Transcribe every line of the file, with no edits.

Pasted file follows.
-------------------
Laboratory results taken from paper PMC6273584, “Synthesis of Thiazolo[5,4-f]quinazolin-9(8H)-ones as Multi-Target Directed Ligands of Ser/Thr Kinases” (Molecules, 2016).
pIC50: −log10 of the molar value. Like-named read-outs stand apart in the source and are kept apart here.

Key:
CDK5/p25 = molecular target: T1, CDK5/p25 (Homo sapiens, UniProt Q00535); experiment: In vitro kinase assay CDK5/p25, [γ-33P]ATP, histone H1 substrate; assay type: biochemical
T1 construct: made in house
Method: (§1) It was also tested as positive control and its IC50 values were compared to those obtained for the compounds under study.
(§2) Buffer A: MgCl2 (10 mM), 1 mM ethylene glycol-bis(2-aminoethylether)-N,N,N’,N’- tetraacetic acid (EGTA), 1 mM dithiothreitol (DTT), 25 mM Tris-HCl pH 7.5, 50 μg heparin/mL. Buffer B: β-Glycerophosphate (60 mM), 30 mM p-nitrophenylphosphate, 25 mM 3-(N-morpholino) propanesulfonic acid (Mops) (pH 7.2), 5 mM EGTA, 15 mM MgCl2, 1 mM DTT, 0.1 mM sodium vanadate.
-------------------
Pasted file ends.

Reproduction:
Laboratory results taken from paper PMC6273584, “Synthesis of Thiazolo[5,4-f]quinazolin-9(8H)-ones as Multi-Target Directed Ligands of Ser/Thr Kinases” (Molecules, 2016).
pIC50: −log10 of the molar value. Like-named read-outs stand apart in the source and are kept apart here.

Key:
CDK5/p25 = molecular target: T1, CDK5/p25 (Homo sapiens, UniProt Q00535); experiment: In vitro kinase assay CDK5/p25, [γ-33P]ATP, histone H1 substrate; assay type: biochemical
T1 construct: made in house
Method: (§1) It was also tested as positive control and its IC50 values were compared to those obtained for the compounds under study.
(§2) Buffer A: MgCl2 (10 mM), 1 mM ethylene glycol-bis(2-aminoethylether)-N,N,N’,N’- tetraacetic acid (EGTA), 1 mM dithiothreitol (DTT), 25 mM Tris-HCl pH 7.5, 50 μg heparin/mL. Buffer B: β-Glycerophosphate (60 mM), 30 mM p-nitrophenylphosphate, 25 mM 3-(N-morpholino) propanesulfonic acid (Mops) (pH 7.2), 5 mM EGTA, 15 mM MgCl2, 1 mM DTT, 0.1 mM sodium vanadate.